Winter respite

We’ve had much-needed rain here the last few days, and this afternoon is the first time blue skies have peeked through clouds. Many of you have come through more than a week of unbearable cold and/snow snow. I thought we could all use a bit of respite from winter today, and so I’m sharing reminders—photos from last summer I didn’t get to share with you then—that summer will be here in a few months:

A little flower known by many names: Clematis viorna, Northern Leatherflower, Vasevine

A Carolina lily, North Carolina’s state wildflower

Here’s an interesting article about telling the difference between a Carolina lily and its very similar cousin, the Turk’s cap lily. Just so you’re prepared if you see them this summer.

How do you find respite from winter when it turns dreary?

The most beautiful summer day

After my husband got back from his morning run on Monday, he told me he wished he could have bottled the day. The morning was so beautiful, and he had run through a field of wildflowers, and the weather was perfect and drier than usual for summer around here, especially this summer when we’ve joked about building an ark a lot more than usual.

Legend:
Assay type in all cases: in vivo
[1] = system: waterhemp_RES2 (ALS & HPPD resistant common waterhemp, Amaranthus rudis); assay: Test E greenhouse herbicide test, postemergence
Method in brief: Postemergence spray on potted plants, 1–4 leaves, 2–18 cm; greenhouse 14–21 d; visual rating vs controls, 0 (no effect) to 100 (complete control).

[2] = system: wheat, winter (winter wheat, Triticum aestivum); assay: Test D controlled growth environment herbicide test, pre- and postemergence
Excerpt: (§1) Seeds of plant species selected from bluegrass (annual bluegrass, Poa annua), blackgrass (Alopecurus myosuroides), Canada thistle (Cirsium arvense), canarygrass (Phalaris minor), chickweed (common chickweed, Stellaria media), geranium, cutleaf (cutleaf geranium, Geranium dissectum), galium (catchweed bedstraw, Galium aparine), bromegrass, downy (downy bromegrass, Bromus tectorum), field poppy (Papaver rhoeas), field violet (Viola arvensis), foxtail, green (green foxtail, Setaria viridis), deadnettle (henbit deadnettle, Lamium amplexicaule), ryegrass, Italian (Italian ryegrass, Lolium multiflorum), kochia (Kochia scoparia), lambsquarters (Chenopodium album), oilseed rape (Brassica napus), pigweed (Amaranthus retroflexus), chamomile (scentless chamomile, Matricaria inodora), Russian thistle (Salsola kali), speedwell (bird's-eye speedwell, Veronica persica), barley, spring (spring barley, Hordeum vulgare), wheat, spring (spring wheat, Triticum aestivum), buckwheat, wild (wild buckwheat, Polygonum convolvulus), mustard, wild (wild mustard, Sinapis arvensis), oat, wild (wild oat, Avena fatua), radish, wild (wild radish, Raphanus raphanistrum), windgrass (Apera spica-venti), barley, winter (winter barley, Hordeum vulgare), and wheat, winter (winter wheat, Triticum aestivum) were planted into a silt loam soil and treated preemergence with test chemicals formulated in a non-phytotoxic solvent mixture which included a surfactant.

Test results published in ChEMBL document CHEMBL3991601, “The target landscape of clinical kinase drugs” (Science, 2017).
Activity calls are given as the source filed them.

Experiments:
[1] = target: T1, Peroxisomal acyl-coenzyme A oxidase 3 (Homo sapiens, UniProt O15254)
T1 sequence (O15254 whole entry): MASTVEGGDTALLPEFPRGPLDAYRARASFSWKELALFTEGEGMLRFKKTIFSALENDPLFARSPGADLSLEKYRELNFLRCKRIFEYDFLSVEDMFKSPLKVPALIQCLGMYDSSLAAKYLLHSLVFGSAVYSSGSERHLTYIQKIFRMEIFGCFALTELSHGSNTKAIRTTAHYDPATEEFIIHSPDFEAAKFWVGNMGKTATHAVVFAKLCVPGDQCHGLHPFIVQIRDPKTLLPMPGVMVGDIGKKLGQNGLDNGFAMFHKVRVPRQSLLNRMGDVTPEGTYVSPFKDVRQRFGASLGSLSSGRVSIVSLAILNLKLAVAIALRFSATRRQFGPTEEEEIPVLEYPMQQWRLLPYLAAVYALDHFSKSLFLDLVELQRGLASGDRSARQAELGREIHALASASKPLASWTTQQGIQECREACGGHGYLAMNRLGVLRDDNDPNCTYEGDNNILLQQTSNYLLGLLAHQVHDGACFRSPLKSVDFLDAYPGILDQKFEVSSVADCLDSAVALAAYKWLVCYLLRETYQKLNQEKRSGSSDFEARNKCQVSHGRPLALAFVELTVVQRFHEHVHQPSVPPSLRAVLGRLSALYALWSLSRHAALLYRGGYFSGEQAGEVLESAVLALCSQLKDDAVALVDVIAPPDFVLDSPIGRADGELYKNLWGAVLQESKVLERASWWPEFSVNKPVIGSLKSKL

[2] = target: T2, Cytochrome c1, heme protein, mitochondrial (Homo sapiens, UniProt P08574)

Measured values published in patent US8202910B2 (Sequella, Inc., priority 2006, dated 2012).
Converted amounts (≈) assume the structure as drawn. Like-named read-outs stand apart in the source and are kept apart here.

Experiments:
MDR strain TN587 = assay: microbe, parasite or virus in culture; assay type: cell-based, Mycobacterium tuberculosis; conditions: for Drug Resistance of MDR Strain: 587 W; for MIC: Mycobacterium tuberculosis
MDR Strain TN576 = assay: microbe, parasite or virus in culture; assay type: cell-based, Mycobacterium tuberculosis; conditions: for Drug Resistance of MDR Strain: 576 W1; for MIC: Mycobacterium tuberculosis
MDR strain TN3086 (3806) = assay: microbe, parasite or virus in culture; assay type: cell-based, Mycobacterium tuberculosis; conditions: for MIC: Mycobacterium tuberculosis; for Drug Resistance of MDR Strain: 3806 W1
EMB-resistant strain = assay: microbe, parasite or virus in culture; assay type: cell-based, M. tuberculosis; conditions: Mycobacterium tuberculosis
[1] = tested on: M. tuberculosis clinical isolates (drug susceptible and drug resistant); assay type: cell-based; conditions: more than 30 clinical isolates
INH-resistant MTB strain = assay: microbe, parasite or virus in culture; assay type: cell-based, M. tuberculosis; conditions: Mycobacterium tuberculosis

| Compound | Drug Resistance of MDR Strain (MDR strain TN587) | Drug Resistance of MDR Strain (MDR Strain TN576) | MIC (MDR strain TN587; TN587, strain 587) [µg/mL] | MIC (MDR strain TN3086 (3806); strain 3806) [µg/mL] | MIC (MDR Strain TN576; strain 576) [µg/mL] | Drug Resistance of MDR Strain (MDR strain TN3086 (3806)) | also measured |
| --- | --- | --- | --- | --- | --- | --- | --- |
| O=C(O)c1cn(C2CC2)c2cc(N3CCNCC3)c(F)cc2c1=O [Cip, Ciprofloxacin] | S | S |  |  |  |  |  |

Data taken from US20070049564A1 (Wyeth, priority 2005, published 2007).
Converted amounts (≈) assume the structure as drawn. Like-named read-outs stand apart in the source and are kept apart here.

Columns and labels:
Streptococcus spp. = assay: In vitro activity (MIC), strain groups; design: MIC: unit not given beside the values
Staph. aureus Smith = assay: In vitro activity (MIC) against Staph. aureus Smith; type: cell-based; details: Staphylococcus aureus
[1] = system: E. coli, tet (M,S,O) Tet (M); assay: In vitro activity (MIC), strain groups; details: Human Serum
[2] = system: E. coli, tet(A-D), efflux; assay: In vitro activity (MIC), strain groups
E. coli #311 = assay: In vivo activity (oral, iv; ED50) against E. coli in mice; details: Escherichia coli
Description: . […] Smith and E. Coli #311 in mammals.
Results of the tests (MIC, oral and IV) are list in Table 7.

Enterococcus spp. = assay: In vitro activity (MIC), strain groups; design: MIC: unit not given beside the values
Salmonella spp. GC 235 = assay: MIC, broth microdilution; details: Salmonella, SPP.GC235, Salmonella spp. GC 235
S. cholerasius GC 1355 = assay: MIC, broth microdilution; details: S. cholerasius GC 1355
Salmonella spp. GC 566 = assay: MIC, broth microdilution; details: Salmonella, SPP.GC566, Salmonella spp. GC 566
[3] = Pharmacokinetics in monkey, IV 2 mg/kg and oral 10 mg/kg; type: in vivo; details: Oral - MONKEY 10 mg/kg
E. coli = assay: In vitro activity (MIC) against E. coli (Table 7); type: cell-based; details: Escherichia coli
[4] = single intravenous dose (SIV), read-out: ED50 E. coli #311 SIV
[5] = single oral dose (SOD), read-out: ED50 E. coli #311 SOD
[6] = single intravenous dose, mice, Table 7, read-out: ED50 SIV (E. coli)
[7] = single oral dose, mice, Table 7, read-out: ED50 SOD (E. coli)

He had to dash off to work, but I wanted to find a way to help him remember the day. Monday was, quite possibly, the most beautiful summer day. Ever. Yesterday was a close runner-up. So I hiked up the trail he ran and took some pictures along the way.

Whether your summer has been perfect or too wet or too scorched or too busy to spend much time outside, I thought you might enjoy coming along with me for a glimpse of the most beautiful summer day.


The view early into my hike (locals will have no trouble guessing where I was)


Turning a corner, I saw a herd of cows grazing and lazing in a field


An interested calf


My favorite of the calves, probably because he’s the same brown shade as my dog


A breathtaking expanse of Black-Eyed Susans and other wildflowers


A lovely wildflower … or is it a weed?


Pipevine Swallowtail butterfly on a Joe-Pye Weed


The iridescent beauty of the Pipevine Swallowtail


A closer view

In my attempts to identify the Pipevine Swallowtail and the almost translucent butterfly below, I stumbled upon a cool butterfly identification website.


The field of gold hummed with grasshoppers, bees, birds and butterflies.


A sulphur butterfly: Cloudless Sulphur? Pink-Edged Sulphur? Colias eurytheme, maybe?


A jellyfish in the woods?


This lily goes by two names: Turk’s Cap Lily or Carolina Lily

The turk’s cap lily (Lilium michauxii) is also known as the carolina lily and happens to be the official wildflower of the state of North Carolina.


A group of Turk’s Cap Lilies


If my Leafsnap app is to be trusted, this is a striped maple, with its whirligig seedpods hanging down like grapes.

I haven’t mentioned Leafsnap in some time. It’s a fun (but not infallible) app for identifying trees.


By the time I finished my hike, the cows had moved to a lower pasture to graze. I love how the calves are squished together in a line.

Which image is your favorite? How would you describe your most beautiful summer day?